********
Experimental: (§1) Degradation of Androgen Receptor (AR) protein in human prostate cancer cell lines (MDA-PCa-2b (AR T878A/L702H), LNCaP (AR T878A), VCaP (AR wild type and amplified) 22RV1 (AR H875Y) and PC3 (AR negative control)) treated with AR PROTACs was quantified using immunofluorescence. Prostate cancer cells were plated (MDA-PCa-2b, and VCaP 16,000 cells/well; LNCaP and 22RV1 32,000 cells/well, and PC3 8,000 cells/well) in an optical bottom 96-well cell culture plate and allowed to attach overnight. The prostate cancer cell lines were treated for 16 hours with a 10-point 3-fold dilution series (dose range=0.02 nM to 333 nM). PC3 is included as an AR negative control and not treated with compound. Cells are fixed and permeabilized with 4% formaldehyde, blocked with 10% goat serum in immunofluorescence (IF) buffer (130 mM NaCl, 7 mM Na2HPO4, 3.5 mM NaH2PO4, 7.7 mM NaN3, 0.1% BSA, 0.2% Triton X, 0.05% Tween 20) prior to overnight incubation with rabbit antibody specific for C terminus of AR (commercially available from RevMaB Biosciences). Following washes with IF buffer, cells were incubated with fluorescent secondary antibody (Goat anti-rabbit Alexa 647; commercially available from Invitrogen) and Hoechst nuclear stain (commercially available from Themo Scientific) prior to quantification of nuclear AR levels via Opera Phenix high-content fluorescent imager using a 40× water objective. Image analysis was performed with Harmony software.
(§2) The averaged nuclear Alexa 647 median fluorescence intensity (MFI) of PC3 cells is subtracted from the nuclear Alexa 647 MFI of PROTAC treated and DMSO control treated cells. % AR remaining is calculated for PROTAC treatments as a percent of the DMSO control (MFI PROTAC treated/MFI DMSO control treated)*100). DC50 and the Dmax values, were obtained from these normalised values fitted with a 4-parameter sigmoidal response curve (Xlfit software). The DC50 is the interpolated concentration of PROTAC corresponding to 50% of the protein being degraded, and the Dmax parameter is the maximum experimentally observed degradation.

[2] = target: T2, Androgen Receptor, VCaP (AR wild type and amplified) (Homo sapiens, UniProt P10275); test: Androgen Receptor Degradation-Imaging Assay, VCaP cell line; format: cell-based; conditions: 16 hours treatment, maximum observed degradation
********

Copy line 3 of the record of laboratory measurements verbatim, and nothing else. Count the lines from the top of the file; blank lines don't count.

[2] = target: T2, Androgen Receptor, VCaP (AR wild type and amplified) (Homo sapiens, UniProt P10275); test: Androgen Receptor Degradation-Imaging Assay, VCaP cell line; format: cell-based; conditions: 16 hours treatment, maximum observed degradation